How do you know when it’s time to stop working?
by Judi Hasson
Maybe you’ve been working full time for years while managing multiple sclerosis symptoms, even occasional flare-ups. But now, you’re getting tired earlier in the day, having difficulty concentrating, facing bladder-control issues or experiencing other problems that are making it harder to do your job day in and day out. Is it time to call it quits?
It depends. Some people living with MS may be able to remain in the workforce with adaptations to their schedule, environment or duties. For others, rehabilitation or medication changes may help ease symptoms enough to keep working. But many people also decide to retire or go on disability.
The decision to stop working is never easy, and there are numerous occupational, financial, emotional and physical issues for each individual and family to consider. Here’s what you need to know.
Making it work
Even if you have increasingly severe MS symptoms, you may be able to keep working if you can incorporate flexible work arrangements or accommodations that make your job less of a physical or cognitive challenge.
The Americans with Disabilities Act requires most employers with 15 or more workers to provide reasonable accommodations for qualified employees with disabilities. This can include telecommuting, changing work hours or schedules, moving a work station closer to a bathroom, providing closer parking, or shifting to a job that may be less demanding.
But, according to the law, you still must be able to perform essential work functions. “Work with your employer to see if there are ways to stay on the job,” advises Kurt Johnson, PhD, professor of rehabilitation medicine at the University of Washington’s School of Medicine. An employer may not generally offer such accommodations, so individuals need to be proactive in requesting them.
Sometimes, MS symptoms become more intense so that modifications to the work environment aren’t sufficient. Dr. Johnson says the symptoms that most commonly affect job performance are:
- Cognitive changes, such as problems with information processing, short-term memory, attention and concentration, and prioritizing, organization and decision-making
- Fatigue, which can make it difficult to complete a full workday
- Vision changes
- Depression and anxiety
- Reduced mobility
- Bowel and bladder dysfunction
If any of these are issues for you, Dr. Johnson recommends asking your doctor about possible changes in your disease- and symptom-management plan. This may include medication adjustments, or working with a physical, occupational or speech-language therapist to further develop strategies for handling MS symptoms.
In addition, a vocational rehabilitation counselor can help evaluate how your symptoms are affecting your work, and can suggest options, individualized to your circumstances, that will maximize your chances of staying in your current job. For example, if you have challenges with afternoon fatigue, you might be able to modify your schedule to start work earlier and complete your work day before fatigue sets in, says Joe Stuckey, a certified rehabilitation counselor at the University of Washington Medical Center’s Multiple Sclerosis Center.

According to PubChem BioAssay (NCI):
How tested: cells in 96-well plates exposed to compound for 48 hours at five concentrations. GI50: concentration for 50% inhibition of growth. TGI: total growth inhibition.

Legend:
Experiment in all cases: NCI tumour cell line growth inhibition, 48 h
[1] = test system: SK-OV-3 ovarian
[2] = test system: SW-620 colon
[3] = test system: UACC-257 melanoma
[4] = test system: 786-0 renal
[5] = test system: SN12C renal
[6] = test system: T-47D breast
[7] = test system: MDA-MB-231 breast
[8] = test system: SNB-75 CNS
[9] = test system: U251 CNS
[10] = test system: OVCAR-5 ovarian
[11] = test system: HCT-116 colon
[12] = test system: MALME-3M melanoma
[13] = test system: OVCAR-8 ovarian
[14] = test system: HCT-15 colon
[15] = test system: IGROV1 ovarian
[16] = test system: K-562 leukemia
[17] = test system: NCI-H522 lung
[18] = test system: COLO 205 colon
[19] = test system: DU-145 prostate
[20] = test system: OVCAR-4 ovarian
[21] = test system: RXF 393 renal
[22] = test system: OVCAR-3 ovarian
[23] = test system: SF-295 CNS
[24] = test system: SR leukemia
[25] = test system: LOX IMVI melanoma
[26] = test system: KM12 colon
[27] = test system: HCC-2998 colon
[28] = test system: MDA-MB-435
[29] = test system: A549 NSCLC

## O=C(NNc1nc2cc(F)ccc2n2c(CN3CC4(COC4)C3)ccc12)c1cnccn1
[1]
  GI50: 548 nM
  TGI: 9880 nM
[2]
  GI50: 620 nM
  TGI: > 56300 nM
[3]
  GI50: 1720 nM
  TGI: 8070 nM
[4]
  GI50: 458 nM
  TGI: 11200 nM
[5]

Stuckey says a vocational rehabilitation counselor also may be able to help you identify a job that is better aligned with your goals, strengths and health-related limitations, such as a job with a slower pace or with fewer physical or cognitive demands. If you are considering returning to work, you may even want to begin with a volunteer position.
“Volunteer jobs are excellent opportunities to increase social contact, explore occupational interests and give work a trial run before seeking a paid employment position,” he says.
The tipping point
For many people with MS, however, there comes a point when continuing to work becomes too difficult because of the disease’s progression. “We often see gradual changes over time—an accumulation of challenges that raise the question of when to stop working,” Stuckey says. While the contributing factors vary for each person, the following are some of the most common indicators that it may be time to consider leaving work altogether.
- Absenteeism. You’re missing work more often due to your MS symptoms, which creates stressful challenges for you and your colleagues. Also, if you’re eligible for the Family & Medical Leave Act, you could be legally terminated for absences after your 12 weeks of annual medical leave are exhausted.
- Lack of effective employment modifications. The coping strategies and tools you’ve implemented are no longer effective. Maybe you’re even working longer hours to try to meet the job’s demands.
- Job performance challenges. You’re making more errors in your work, have received poor performance reviews or other negative feedback, or simply are unable to meet the physical or cognitive job demands. In such instances, you may prefer to leave on your own terms before your employer makes the decision for you.
- Work-life imbalance. You’re spending most of your energy at work, leaving other life needs unmet.
- Decreasing quality of life. You’re feeling overwhelmed by the impact of your MS symptoms on both your professional and private life, and it’s a struggle to keep working.
Several other factors are important to consider when deciding whether to leave your job, including the effect this major life change will have on your family, finances and mental health.
“Sometimes people with MS find they are able to make a greater contribution at home once they are no longer exhausted from work,” says Peggy Crawford, PhD, a Boston and Maine-based clinical psychologist with 25 years of experience working with people with MS.
The expectations around—and time available for—social and family activities may also shift.
That’s why Dr. Johnson encourages people who are considering leaving their jobs to talk with a rehabilitation counselor or psychologist first.